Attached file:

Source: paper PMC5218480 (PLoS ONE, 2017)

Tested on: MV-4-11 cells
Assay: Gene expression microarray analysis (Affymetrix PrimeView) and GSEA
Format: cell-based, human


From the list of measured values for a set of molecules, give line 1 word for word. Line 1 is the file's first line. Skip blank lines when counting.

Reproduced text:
Source: paper PMC5218480 (PLoS ONE, 2017)